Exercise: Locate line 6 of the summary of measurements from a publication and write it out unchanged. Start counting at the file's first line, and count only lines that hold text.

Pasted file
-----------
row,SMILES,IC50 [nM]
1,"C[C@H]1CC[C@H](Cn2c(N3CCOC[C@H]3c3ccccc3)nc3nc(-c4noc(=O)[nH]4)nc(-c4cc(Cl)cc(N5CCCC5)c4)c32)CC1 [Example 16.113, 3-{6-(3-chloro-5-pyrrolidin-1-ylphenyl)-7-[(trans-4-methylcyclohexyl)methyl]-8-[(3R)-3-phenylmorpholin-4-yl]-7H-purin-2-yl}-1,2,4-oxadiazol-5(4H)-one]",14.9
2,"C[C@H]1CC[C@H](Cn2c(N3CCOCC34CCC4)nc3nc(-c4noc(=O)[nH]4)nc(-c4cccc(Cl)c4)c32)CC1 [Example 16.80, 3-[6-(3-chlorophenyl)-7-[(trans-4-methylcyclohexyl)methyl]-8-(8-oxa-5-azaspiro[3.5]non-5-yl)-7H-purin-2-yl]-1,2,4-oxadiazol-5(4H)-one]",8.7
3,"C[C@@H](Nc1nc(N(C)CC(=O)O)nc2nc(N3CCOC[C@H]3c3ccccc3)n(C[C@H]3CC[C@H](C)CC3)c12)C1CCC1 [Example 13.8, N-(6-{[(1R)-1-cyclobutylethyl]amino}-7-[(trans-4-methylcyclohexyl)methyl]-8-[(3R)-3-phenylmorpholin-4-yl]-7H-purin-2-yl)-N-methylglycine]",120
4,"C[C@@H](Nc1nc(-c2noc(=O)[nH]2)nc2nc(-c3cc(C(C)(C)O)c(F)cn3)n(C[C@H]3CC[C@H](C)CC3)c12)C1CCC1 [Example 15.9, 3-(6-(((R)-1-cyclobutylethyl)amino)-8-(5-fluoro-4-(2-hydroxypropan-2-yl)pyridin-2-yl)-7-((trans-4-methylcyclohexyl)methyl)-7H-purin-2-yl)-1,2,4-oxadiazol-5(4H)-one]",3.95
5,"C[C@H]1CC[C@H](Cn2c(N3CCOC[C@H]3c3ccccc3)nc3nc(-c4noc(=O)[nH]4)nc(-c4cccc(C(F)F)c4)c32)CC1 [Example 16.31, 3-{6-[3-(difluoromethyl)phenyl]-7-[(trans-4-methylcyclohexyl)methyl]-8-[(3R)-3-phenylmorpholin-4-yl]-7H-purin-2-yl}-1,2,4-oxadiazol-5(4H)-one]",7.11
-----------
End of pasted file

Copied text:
5,"C[C@H]1CC[C@H](Cn2c(N3CCOC[C@H]3c3ccccc3)nc3nc(-c4noc(=O)[nH]4)nc(-c4cccc(C(F)F)c4)c32)CC1 [Example 16.31, 3-{6-[3-(difluoromethyl)phenyl]-7-[(trans-4-methylcyclohexyl)methyl]-8-[(3R)-3-phenylmorpholin-4-yl]-7H-purin-2-yl}-1,2,4-oxadiazol-5(4H)-one]",7.11